Sonia Barkat had long dreamed of being an author, though she always believed her first work would be a novel. Throughout childhood, she was famous for making “books” which included only dramatic prologues, intricately designed covers, and a full set of marketing copy.
Sometimes our initial dreams funnel into new directions. That’s how it happened with Sonia, who first began writing plays as part of a class. In that context she discovered that her penchant for prologues, dialog, and compact language could translate fairly seamlessly into writing solid monologues and plot action—driven by how characters spoke and gestured to each other, as well as by how they were positioned in relation to each other and an imagined set.
Thus, over time, she developed a series of short plays that take advantage of her best skills—one of those skills being the ability to pack a world of emotion and meaning into a few well-chosen words. The impact of this world is increased by how she juxtaposes characters’ words and actions—much the way a poet harnesses juxtaposition to make a powerful impact within a carefully-crafted small space.
Three of Sonia’s best plays have now been made available in Winter Stars: Three 10-Minute Plays—From Tragedy to Fantasy to Comedy. Read them like poetry. Imagine them like a brief Indie film. Wish for them to make their way to a stage. Whatever you do, enjoy “Auras in Suburbia,” “To the Shadows We Return,” and “Winter Stars” in this delightful debut collection.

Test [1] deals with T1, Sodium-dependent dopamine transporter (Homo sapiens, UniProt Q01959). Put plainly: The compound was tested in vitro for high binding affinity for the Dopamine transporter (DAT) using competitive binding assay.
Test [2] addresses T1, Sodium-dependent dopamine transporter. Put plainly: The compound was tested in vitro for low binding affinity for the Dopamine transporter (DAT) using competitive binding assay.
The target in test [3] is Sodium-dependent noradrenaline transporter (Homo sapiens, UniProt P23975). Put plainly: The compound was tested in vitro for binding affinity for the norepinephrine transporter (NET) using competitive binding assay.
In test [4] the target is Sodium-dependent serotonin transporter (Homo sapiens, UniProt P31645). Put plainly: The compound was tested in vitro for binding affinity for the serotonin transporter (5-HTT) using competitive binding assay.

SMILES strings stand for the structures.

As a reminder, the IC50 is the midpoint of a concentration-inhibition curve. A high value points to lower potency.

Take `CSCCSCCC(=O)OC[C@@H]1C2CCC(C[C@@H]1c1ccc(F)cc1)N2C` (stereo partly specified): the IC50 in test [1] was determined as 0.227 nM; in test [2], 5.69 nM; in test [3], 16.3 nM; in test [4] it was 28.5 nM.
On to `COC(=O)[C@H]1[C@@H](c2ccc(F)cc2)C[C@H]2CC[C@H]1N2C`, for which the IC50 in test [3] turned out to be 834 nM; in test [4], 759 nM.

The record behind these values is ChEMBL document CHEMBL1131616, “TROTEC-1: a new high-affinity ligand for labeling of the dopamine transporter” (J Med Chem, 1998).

Featured photo by Marco Verch, Creative Commons, via Flickr.
Write a poem or story opening in which a character uses a made-up or quirky word. Whatever tone the word lends your poem or story opening, keep it going in the voice and sentiments of the character.
When Sonia Barkat set out to write the 10-minute play “Auras in Suburbia” that is now part of Winter Stars: Three 10-Minute Plays, she first worked from a magic word prompt.
Thus was born Mr. Jefferson, the star of the suburbia show. Here is an excerpt from his opening monologue, which uses the quirky word swooshes:
This gardener is no good. I sense danger. Danger and murder and bad poetry. The crystals don’t lie. I won’t have a menace trimming my hedges. It’s just practical. Only logical. I can see the ill-intentions with every flower bed he mulches … Murder; it swooshes.
I saw a sign the other day, in the crystal, just as I was stirring the sugar into my tea, and folding the creases from the morning paper. He has magic in the seams of his foul coat. Who wears a trench coat to water hydrangeas? Murder, I sense it. His coat; it swooshes.
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